Movie Review: Halloween
This sequel to the original Halloween pretends its sequels never happened, and, upon jettisoning four decades of history, brings us the best reinvention of the story of Michael Myers ever. Finally, we have a worthy sequel to the film that helped define the slasher genre.
While this is almost a cliche, the best way to describe this film is “all killer, no filler.” Indeed, including flashbacks to the original film, you go nary 15 minutes in this film without someone getting brutally murdered by Michael Myers.
The film plays very close to the structure of the original: Michael Myers, in an asylum, nearing the anniversary of his murders, is visited by two real-crime podcasters (how very 2018!) who want to interview him ahead of his transfer to another facility.
His doctor introduces them, and they go about further investigating the murders that happened 40 years ago, including an interview with a fairly off-kilter and paranoid Laurie Strode (Jamie Lee Curtis) the sole survivor of Myers’ previous spree. Just like the original, our monster breaks out during the transfer and returns to his hometown to go on a murder spree.
The only difference is, this time Laurie has been preparing for 40 years for this very moment. In some of the film’s best parts, and a supreme twist of fate, Myers becomes the hunted and she becomes the hunter. And this is where the film becomes wholly different and its own thing.
She is joined in this with both her daughter Karen (Judy Greer) and her granddaughter Allyson (Andi Matichak), who have varying degrees of tolerance for their mother/grandmother’s nuttery. To be fair, the elder Strode very much seems to have gone off the deep end, and hearing that Myers is back confirms all of her fears and preparation as realism, not paranoia.
The best surprise of the film is having this Trinity of three generations of strong women uniting to fight this unstoppable evil. It takes the first film’s rumination on purity and power and makes it a culturally relevant feminist coup de grace for today. The Strode women, divided by generations and outlooks on the world, when united are the only force that even comes close to counteracting Myers.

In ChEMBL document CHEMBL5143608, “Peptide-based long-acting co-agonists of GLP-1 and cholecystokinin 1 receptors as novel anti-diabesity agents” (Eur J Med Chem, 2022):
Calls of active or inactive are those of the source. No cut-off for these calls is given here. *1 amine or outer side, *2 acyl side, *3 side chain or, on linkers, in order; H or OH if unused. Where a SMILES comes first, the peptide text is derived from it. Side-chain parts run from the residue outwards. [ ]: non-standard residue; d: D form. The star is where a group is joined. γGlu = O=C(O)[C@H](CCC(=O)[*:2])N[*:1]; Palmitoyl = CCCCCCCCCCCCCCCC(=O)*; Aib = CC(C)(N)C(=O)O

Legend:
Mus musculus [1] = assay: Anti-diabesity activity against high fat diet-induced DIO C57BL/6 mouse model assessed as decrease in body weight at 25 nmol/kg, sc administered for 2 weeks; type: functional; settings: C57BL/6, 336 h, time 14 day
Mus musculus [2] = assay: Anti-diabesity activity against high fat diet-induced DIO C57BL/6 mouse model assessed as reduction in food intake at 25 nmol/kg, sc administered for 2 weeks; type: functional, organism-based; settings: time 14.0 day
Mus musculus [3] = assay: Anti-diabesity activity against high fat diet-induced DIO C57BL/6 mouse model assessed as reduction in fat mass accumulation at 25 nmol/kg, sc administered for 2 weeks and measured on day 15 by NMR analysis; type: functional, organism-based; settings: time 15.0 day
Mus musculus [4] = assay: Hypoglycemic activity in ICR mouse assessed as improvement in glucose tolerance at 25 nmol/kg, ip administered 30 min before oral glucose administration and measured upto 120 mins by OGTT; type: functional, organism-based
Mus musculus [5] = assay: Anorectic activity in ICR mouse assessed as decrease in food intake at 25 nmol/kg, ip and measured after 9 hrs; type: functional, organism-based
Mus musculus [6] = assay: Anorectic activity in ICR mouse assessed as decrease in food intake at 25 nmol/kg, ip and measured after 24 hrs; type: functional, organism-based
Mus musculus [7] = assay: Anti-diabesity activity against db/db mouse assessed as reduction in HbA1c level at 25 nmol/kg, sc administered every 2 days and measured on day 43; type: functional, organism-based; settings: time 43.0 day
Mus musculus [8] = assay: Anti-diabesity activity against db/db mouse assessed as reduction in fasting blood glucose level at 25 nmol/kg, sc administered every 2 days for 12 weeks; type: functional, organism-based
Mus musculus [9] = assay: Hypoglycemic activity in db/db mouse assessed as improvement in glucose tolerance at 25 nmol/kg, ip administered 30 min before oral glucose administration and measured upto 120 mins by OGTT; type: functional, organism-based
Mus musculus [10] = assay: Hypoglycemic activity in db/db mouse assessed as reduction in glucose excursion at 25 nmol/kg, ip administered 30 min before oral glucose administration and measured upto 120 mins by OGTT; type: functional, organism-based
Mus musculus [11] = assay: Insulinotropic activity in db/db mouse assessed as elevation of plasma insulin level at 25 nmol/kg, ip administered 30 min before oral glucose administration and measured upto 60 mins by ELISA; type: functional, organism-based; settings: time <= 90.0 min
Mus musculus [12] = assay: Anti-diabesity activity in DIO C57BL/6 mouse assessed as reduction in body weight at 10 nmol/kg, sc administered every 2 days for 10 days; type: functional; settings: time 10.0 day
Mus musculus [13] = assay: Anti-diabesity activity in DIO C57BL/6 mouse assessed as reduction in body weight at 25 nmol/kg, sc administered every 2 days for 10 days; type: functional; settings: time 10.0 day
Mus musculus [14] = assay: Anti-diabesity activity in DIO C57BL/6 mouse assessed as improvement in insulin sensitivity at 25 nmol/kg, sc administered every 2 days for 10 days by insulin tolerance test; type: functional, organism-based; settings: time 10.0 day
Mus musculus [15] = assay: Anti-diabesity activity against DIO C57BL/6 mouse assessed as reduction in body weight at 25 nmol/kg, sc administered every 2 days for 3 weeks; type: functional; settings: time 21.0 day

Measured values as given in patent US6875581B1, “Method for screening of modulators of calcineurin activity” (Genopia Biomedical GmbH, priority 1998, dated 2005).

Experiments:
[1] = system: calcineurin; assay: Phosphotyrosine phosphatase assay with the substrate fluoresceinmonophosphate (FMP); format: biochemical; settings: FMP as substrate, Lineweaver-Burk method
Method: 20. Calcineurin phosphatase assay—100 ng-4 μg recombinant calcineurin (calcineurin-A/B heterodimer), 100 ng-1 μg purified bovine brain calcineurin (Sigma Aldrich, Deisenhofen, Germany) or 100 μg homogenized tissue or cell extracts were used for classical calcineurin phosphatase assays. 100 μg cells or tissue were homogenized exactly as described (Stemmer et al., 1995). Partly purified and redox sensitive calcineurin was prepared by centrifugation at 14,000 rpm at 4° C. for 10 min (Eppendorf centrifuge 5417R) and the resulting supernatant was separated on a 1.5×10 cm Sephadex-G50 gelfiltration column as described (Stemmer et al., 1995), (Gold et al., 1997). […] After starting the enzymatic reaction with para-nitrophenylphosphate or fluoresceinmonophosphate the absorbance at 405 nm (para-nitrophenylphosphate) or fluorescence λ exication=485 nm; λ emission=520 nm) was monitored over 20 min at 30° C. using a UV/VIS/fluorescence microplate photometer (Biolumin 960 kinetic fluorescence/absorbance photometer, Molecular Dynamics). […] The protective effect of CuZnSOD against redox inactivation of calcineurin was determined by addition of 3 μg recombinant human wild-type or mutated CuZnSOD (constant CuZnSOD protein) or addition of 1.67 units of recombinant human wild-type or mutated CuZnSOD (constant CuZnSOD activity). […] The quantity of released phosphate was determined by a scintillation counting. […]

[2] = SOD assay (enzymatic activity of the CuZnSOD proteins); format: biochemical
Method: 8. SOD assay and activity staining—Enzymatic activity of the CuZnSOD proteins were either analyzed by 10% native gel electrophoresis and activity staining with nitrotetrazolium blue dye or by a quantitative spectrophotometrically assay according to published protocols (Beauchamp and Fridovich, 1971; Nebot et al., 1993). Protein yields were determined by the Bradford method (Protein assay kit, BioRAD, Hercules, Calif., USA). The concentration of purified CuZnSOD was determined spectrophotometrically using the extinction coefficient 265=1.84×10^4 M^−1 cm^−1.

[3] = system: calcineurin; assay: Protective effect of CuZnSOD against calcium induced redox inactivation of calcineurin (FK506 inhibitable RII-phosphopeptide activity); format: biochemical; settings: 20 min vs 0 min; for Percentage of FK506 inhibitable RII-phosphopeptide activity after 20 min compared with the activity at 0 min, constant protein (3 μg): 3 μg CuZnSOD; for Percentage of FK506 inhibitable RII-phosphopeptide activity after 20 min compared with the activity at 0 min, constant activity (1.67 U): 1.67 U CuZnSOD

The other great surprise of the film is just how funny it is. Screenwriter Danny McBride and screenwriter/directorDavid Gordon Greenwho are normally more adept at stoner comedy (Pineapple Express, Your Highness, Eastbound and Down) put some really amazing touches on here to help break the tension. While the film is all killer, no filler, in between the kills we often get moments of levity that help set up the characters who are about to die gruesome deaths at the hands of Michael Myers and the stakes of the next phase of murder sprees.
Yes, it’s also extremely brutal. This film earns its R rating with some truly gross special effects that we haven’t seen outside of a Troma film in a long while. Also, apparently in this universe blood spurts very very very loudly! There are also a few moments involving impaling, or people’s heads being smashed in, that are on full display here. Horror and slasher fans will be delighted.
Again, it’s almost played for comical effect, and helps lighten the tone of what would otherwise be so dark and depressing. But the film never enters into camp, always staying on the right side of the slasher genre. While it knows that some of the campy elements are necessary, it keeps its funny parts funny and violent parts brutal.
The other great thing about this film is it does not present a great barrier to anyone who has never seen a Halloween film before. It sets up its universe extremely well and establishes its characters even without knowledge of the previous material. However, for die-hard true fans there are a lot of nods to the original that make you feel right at home. This also includes a return of the iconic John Carpenter score, which is as effective now as it was four decades ago.
Fans will eat this film up, and general audiences will likely have a good time as well, though maybe not as good of a time as the core audience. In this way it’s very much like the films in the Marvel franchise where there is a definite fanbase who will enjoy the film at a different level, but there is a strong mass appeal as well as a low bar for entry.
This is not only a great Halloween film, it is a great film for Halloween time. The slasher movie is a tried-and-true staple of the horror genre and especially popular this time of year. Audiences will find the tricks and treats that they so desire here and will be thoroughly satisfied.
3 and 1/2 out of 5 stars